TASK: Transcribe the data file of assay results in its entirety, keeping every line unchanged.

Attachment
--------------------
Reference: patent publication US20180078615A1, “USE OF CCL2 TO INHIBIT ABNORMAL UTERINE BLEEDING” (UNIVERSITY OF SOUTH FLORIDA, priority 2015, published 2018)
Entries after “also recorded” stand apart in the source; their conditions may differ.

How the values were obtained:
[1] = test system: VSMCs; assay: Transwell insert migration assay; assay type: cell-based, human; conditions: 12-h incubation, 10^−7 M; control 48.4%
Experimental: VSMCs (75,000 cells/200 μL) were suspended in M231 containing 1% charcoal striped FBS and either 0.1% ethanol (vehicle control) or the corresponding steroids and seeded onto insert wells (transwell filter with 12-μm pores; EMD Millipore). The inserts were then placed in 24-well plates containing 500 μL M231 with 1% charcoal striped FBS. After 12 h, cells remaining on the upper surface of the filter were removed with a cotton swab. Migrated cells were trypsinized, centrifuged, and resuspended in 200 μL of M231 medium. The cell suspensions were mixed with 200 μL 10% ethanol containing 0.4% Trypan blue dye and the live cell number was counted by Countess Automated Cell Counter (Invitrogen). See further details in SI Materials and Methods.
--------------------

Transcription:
Reference: patent publication US20180078615A1, “USE OF CCL2 TO INHIBIT ABNORMAL UTERINE BLEEDING” (UNIVERSITY OF SOUTH FLORIDA, priority 2015, published 2018)
Entries after “also recorded” stand apart in the source; their conditions may differ.

How the values were obtained:
[1] = test system: VSMCs; assay: Transwell insert migration assay; assay type: cell-based, human; conditions: 12-h incubation, 10^−7 M; control 48.4%
Experimental: VSMCs (75,000 cells/200 μL) were suspended in M231 containing 1% charcoal striped FBS and either 0.1% ethanol (vehicle control) or the corresponding steroids and seeded onto insert wells (transwell filter with 12-μm pores; EMD Millipore). The inserts were then placed in 24-well plates containing 500 μL M231 with 1% charcoal striped FBS. After 12 h, cells remaining on the upper surface of the filter were removed with a cotton swab. Migrated cells were trypsinized, centrifuged, and resuspended in 200 μL of M231 medium. The cell suspensions were mixed with 200 μL 10% ethanol containing 0.4% Trypan blue dye and the live cell number was counted by Countess Automated Cell Counter (Invitrogen). See further details in SI Materials and Methods.